'Broadcast Dysfunction' Report Hits NFL Hard, Says Many Spots Inappropriate For Kids
The report was especially critical of Pfizer Inc.'s Viagra brand, and other erectile dysfunction drug brands, hence the report's name.
"I wasn't too happy with ads for erectile-dysfunction drugs popping up every fifteen minutes whenever I watched a football game with my daughters in the room," the report quoted from President Barack Obama's "The Audacity of Hope." It also cited verbatims from some of the study's respondents, including one who said, "My son was walking around one day singing the Viagra jingle. (He's 9!)"
Two out of every five NFL games carried an ad for at least one erectile dysfunction brand, according to the study.
The report wasn't just critical of the pharmaceutical brands, but pointed out that many other products and services advertised during NFL games utilized egregious sex and violence in their commercials.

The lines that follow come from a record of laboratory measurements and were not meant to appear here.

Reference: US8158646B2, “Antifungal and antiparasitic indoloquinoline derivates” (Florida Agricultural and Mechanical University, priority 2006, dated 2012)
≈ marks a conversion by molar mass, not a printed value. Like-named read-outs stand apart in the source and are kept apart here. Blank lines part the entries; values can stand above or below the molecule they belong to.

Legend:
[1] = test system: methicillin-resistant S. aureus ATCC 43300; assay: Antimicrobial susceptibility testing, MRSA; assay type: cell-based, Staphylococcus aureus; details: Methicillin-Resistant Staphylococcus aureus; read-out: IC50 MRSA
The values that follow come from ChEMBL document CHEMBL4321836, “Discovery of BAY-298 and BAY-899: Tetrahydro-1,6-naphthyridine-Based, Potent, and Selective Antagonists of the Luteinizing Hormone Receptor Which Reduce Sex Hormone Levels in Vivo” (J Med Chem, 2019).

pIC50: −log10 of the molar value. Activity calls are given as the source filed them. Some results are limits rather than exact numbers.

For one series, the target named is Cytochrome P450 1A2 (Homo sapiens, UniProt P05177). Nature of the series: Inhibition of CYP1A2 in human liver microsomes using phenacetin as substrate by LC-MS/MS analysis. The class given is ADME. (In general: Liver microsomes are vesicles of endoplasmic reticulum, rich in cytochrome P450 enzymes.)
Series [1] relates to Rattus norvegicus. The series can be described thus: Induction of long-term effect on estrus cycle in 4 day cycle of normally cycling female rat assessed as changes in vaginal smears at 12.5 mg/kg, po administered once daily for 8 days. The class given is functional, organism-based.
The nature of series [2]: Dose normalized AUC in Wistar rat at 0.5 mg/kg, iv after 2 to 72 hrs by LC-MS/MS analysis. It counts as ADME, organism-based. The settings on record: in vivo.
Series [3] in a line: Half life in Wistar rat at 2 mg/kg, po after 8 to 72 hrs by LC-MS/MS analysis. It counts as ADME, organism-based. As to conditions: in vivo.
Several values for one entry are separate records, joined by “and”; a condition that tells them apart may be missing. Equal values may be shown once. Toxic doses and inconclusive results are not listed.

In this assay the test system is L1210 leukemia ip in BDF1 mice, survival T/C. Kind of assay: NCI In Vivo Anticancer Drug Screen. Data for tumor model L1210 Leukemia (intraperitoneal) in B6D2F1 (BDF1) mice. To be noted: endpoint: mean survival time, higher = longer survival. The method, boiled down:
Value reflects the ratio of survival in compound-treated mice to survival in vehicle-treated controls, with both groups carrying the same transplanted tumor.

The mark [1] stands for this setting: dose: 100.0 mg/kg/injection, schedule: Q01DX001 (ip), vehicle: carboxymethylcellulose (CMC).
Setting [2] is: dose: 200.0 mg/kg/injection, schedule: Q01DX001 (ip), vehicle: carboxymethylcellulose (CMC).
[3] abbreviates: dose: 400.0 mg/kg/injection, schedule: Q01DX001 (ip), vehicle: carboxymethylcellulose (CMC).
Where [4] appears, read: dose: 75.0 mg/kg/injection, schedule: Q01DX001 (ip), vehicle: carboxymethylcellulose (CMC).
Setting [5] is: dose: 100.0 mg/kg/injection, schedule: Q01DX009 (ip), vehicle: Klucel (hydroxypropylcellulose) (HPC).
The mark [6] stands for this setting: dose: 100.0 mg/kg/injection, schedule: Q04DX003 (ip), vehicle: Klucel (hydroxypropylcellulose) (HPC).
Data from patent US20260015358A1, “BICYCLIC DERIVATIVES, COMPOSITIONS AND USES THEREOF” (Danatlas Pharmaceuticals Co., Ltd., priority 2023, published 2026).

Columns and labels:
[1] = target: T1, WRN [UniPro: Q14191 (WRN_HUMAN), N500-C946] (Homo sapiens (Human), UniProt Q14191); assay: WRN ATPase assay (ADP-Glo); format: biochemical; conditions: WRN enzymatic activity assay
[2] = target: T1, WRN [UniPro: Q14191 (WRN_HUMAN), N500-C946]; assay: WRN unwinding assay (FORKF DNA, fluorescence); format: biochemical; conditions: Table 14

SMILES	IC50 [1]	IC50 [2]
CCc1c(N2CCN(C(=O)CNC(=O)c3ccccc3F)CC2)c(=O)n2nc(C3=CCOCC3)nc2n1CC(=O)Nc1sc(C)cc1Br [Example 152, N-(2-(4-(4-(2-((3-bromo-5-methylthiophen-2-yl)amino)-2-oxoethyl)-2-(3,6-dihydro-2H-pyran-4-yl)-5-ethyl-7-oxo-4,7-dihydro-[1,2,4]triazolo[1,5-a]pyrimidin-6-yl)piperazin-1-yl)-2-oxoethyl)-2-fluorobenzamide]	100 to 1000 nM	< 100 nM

The 57 NFL games analyzed in the study carried a total of 5,778 ads or promo spots, 519 of which were deemed to be "violent," 80 of which were considered overly sexual, and 300 of which promoted the consumption of alcohol.
"Pro football is by far the most popular sport among kids - nearly two-thirds (65.7%) of kids ages 7-11 say they watch pro football on television," the report notes, citing Nielsen research that more than 5.3 million kids ages 2-17 (including 2.8 million ages 2-11) watch the average pro football game on broadcast TV or ESPN each week.
"One big reason for pro football's popularity is the game's appeal for the whole family," the reported noted, adding, "On any given Sunday afternoon, millions of families gather in front of the television to root for their favorite teams."